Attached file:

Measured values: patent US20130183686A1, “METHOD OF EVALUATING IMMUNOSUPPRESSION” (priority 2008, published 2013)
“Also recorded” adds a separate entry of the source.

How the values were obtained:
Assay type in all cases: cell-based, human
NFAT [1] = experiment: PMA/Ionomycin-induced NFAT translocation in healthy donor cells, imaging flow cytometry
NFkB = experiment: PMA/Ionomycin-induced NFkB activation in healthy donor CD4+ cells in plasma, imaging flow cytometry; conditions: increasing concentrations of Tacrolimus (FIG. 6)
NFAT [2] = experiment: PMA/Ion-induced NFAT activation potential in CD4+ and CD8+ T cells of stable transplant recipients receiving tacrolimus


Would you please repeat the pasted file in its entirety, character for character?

Measured values: patent US20130183686A1, “METHOD OF EVALUATING IMMUNOSUPPRESSION” (priority 2008, published 2013)
“Also recorded” adds a separate entry of the source.

How the values were obtained:
Assay type in all cases: cell-based, human
NFAT [1] = experiment: PMA/Ionomycin-induced NFAT translocation in healthy donor cells, imaging flow cytometry
NFkB = experiment: PMA/Ionomycin-induced NFkB activation in healthy donor CD4+ cells in plasma, imaging flow cytometry; conditions: increasing concentrations of Tacrolimus (FIG. 6)
NFAT [2] = experiment: PMA/Ion-induced NFAT activation potential in CD4+ and CD8+ T cells of stable transplant recipients receiving tacrolimus